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Wednesday, 11 July, 2001, 15:00 GMT 16:00 UK
Reading between the lines
Prince Charles has said children should be reading more and playing computer games less, something he describes as today's "big battle". But are computer games being unfairly maligned?
BBC News Online spoke to people on both sides of the argument.
Children's Laureate Anne Fine
"I wholeheartedly agree with Prince Charles but I am more optimistic than him.
There was such a huge emphasis on computer screens and going online over the last decade. But more and more people agree that there is no point in having extraordinarily fast ways to communicate if there is nothing really valuable to say."
Studies show that schools which emphasise books have better results and children who read more have a better understanding of themselves and of the world they live in."
Mike Rawlinson, general manager of the European Leisure Software Publishers' Association
"Reading and computer games both have a part to play.
Often the criticism of computer games stems from ignorance. Parents in their 30s who grew up with computer games now see their children playing them - it is natural for them."
Books have been around for centuries but if they came into our lives today and children went off to their bedrooms to be on their own for hours reading - would we be that happy?
Computer games also have educational benefits - they improve hand/eye co-ordination, but also a lot of games require children to think strategically and to plan, which are skills which can be taken into the classroom.
There is also such a broad variety of computer games and they are not all about shooting or killing people. The most popular game in the UK in 2000 was Who Wants to be a Millionaire?"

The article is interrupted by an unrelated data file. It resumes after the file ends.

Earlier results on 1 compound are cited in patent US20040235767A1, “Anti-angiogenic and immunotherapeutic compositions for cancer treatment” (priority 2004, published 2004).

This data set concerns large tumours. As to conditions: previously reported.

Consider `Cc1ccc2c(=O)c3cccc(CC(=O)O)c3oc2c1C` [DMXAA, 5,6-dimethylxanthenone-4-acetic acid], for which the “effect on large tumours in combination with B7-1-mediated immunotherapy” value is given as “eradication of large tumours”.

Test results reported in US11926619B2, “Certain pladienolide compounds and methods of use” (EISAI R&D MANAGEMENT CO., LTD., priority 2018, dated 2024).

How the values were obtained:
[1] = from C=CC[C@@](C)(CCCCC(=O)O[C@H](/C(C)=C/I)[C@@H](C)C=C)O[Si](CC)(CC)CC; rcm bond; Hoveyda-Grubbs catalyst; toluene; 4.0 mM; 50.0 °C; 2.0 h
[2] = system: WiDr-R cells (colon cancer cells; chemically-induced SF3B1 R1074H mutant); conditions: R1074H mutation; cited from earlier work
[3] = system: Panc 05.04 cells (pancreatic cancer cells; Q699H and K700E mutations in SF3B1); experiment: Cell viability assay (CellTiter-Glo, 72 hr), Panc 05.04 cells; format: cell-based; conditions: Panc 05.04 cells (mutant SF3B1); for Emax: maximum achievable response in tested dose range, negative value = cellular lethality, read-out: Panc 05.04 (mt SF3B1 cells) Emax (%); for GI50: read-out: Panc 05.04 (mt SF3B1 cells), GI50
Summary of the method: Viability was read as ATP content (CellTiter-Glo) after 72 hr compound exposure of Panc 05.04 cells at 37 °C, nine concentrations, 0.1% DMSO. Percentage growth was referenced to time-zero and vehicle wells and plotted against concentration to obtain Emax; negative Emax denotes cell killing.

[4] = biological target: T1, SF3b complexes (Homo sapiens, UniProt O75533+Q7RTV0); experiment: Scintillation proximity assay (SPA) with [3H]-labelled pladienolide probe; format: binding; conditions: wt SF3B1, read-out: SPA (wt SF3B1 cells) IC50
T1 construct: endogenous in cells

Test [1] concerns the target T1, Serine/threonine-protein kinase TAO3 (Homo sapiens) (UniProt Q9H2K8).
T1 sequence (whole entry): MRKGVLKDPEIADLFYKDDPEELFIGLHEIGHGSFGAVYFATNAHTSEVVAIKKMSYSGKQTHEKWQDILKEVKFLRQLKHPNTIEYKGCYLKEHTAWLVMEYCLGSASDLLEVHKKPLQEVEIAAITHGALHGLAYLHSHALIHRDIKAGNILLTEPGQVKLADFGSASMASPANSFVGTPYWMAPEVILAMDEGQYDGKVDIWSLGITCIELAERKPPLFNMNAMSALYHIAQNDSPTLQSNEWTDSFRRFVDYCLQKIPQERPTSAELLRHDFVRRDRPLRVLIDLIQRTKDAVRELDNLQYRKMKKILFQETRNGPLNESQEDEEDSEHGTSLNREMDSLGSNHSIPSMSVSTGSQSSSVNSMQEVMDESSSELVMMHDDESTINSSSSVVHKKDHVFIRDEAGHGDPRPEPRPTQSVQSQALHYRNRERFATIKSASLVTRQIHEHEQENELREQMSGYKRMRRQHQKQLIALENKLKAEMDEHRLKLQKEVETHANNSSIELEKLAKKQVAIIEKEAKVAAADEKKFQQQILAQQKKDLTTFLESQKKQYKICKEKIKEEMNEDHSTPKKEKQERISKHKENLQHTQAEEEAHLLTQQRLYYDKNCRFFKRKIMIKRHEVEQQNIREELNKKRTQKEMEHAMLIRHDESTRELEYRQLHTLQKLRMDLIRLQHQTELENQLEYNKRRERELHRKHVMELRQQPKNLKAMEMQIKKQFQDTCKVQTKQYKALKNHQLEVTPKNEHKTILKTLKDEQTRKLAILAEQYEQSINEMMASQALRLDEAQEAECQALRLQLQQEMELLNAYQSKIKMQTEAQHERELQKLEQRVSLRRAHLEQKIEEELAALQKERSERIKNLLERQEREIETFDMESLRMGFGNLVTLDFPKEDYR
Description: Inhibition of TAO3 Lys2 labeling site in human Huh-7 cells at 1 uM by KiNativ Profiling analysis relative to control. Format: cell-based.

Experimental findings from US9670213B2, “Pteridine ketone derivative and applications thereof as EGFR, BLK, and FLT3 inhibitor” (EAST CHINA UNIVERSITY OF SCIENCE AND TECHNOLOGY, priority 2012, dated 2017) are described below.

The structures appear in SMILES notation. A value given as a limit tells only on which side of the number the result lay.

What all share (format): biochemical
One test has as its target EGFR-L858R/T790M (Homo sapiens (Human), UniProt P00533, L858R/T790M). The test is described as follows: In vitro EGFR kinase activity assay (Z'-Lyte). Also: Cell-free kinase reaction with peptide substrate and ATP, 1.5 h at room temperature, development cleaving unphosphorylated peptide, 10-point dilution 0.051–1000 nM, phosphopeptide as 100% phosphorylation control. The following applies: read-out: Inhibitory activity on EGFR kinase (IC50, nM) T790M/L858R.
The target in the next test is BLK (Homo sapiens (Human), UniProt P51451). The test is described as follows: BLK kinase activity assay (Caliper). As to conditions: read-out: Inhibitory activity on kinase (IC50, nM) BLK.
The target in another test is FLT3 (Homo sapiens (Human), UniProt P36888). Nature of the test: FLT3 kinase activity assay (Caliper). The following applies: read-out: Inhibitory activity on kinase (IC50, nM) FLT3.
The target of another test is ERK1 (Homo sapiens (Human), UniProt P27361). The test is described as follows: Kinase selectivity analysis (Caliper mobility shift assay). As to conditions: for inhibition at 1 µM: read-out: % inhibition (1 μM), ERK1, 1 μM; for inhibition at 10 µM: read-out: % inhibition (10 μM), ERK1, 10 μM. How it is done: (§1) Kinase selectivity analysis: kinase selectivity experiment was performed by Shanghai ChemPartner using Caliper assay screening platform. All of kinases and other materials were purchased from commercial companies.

David Wilson, Sony Computer Entertainment Europe
"Computer gaming is a hugely satisfying pastime, that takes a valid place amongst other forms of entertainment.
Contrary to popular misconceptions there is no credible psychological evidence that shows that video gaming is anything but beneficial, but there is evidence that supports it as having educational benefits and further that it is a social pastime."
Books are an excellent form of entertainment but provide different stimuli and are extremely meritorious in their own right - but I see the two sitting side by side rather than conflicting with each other.
I suppose like all things in life, there is a question of moderation. If people choose a balance, then each form of entertainment is valid, beneficial and satisfying."
Steven Poole, author of Trigger Happy: The Inner Life of Videogames
"Videogames have been seen as the antithesis of reading and learning in the same way that watching television has: they're both thought to be, basically, quick fixes of mindless entertainment.
But games certainly require a higher degree of intellectual engagement than does most commercial television.
Playing a game such as Tomb Raider encourages a degree of very sophisticated spatial thinking and motor co-ordination, but it is not proven that such skills are transferable to other areas of life, which would presumably be the criterion for calling it educational.
On the other hand, the videogame form can be very good at teaching complex dynamic processes.
For example, a game called SimCity, which requires the player to build an imaginary city while balancing the budget and the competing demands of business, housing, public transport and so on, is widely used on undergraduate economics courses in America.
The majority of games - as with other artforms, such as cinema - mean to deliver a pleasurable experience rather than a lecture, and I see nothing wrong with that.
Game-playing at the expense of reading is certainly a bad thing, but game-playing at the expense of other pursuits, such as watching television or skateboarding, doesn't seem like such a menace to society."
Kim Hardie, Waterstones
"We absolutely agree with Prince Charles about the importance of books. If you instil a passion for books in children then it will last for a lifetime.
But we don't think books and computer games are mutually exclusive - both have an educational, entertaining and informative role.
And with the growth in e-publishing and online publishing this can only increase.
E-books could well be a good way to encourage children to read, especially those who are not likely to go into book shops.
We don't think e-books will ever take the place of traditional books but they could play a large part in reading skills in the future."
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